Kenyan MPs vote to increase their pay despite protests

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The newly refurbished parliament in Kenya photographed in August 2012Image source, Getty Images
Image caption,
Kenyan MPs earn more than almost all their African peers

Kenyan MPs have voted to raise their salaries in defiance of proposals to cut pay.

The vote suggests a monthly salary of about $10,000 (£6,540). The average annual salary in Kenya is about $1,700.

President Uhuru Kenyatta had asked the MPs to accept the pay cuts in order to free up funds for the creation of jobs.

The lawmakers are among the highest paid in the world and their demands triggered angry protests in the lead-up to the vote.

But the MPs argued the proposed salary cuts had been illegal.

"They have taken away our dignity and we must reclaim it," lawmaker Jimmy Angwenyi told the assembly on Tuesday.

The vote is expected to be challenged in court by civic rights groups, Reuters news agency reports.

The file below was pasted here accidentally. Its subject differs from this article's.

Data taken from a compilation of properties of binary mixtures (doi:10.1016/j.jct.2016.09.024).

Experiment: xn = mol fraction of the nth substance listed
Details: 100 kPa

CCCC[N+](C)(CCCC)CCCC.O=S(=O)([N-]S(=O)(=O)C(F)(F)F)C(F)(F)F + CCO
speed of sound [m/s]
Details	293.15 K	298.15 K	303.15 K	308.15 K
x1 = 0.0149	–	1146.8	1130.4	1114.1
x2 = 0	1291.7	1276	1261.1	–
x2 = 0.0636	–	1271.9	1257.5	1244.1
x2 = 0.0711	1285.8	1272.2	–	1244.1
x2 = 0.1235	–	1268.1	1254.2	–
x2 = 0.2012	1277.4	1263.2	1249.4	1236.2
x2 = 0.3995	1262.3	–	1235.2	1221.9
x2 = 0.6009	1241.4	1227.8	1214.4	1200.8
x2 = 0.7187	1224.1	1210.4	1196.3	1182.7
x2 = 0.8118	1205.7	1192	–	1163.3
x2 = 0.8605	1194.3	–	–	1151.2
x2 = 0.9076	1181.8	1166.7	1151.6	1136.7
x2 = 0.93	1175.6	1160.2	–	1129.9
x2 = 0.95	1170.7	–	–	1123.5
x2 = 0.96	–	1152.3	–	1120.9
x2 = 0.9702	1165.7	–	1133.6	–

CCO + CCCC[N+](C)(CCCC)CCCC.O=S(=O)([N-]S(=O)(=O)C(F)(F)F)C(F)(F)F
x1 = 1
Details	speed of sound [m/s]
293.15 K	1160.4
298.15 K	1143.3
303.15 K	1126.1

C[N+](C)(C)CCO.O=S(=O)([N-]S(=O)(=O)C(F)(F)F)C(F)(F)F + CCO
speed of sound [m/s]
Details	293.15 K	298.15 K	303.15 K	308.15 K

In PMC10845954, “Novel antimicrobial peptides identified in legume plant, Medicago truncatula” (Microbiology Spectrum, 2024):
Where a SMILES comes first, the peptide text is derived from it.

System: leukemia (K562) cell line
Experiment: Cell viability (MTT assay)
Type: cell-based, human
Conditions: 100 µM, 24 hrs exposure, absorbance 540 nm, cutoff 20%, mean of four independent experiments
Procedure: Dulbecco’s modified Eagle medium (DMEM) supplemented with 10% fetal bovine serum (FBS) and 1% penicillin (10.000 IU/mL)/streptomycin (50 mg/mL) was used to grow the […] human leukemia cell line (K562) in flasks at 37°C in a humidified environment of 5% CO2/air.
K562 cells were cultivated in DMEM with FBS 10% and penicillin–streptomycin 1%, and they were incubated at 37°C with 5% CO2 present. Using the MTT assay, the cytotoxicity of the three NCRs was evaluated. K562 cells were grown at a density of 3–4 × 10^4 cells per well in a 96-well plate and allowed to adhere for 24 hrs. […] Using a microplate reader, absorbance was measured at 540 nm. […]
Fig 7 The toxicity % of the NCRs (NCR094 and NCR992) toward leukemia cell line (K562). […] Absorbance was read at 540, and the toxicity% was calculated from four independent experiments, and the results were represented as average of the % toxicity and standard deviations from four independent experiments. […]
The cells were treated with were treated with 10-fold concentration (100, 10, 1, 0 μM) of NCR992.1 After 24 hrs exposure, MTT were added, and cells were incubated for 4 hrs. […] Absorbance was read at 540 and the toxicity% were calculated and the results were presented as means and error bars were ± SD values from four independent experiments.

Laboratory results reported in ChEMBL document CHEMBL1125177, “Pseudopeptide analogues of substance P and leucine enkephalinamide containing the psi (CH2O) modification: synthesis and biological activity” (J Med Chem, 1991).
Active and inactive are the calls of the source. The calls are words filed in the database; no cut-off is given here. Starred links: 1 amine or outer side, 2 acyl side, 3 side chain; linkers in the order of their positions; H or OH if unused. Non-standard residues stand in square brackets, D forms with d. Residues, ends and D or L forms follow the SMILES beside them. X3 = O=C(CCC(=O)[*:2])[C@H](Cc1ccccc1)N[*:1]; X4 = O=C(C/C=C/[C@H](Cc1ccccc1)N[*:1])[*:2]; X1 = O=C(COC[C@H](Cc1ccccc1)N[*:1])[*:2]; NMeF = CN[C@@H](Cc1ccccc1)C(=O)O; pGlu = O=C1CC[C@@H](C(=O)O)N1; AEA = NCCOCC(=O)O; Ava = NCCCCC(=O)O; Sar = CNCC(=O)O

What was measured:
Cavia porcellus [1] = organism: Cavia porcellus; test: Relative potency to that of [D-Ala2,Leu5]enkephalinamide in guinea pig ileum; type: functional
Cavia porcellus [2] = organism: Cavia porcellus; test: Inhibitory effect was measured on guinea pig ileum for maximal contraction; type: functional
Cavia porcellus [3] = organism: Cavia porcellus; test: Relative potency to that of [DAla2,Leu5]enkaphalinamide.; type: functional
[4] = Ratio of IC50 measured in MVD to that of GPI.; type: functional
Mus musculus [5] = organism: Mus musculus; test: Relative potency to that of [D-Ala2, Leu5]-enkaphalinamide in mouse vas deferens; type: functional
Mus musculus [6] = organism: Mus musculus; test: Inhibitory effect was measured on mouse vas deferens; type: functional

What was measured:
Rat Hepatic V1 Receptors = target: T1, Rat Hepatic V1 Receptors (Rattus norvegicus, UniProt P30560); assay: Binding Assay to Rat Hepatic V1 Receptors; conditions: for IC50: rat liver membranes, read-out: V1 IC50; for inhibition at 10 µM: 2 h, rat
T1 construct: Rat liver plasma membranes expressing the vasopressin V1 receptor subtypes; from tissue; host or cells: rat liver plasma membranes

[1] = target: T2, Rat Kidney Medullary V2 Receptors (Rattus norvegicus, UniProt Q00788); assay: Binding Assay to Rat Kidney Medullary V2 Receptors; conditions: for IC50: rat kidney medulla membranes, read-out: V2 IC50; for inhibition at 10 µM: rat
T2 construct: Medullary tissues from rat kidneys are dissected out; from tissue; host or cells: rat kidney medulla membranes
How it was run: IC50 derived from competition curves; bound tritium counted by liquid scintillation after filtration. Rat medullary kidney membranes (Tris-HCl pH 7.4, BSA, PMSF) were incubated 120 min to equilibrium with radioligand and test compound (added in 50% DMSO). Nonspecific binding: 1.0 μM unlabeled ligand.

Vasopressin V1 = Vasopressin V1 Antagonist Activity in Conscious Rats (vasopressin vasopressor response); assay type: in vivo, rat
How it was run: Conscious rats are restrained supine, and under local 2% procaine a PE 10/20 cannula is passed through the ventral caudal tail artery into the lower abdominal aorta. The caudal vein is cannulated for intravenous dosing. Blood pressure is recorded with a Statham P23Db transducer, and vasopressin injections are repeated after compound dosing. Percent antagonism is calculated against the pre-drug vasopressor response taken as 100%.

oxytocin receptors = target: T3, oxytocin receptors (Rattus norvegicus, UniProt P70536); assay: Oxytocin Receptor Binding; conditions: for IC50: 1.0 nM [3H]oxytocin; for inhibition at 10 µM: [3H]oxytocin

The president has no direct power to determine MPs' salaries.

Kenya's Salaries and Remuneration Commission (SRC) had recommended that their salaries be pegged at around $6,300.

Lawmakers earlier argued they deserved a $10,000 salary because they worked very hard.

MPs in the previous parliament awarded themselves a $107,000 retirement bonus in one of the last sessions before the election.

The package also provided them with an armed guard, a diplomatic passport and access to airport VIP lounges.

Kenya held presidential and parliamentary elections in March.

Parliament is made up of 416 MPs - 349 in the National Assembly and 67 in the Senate.

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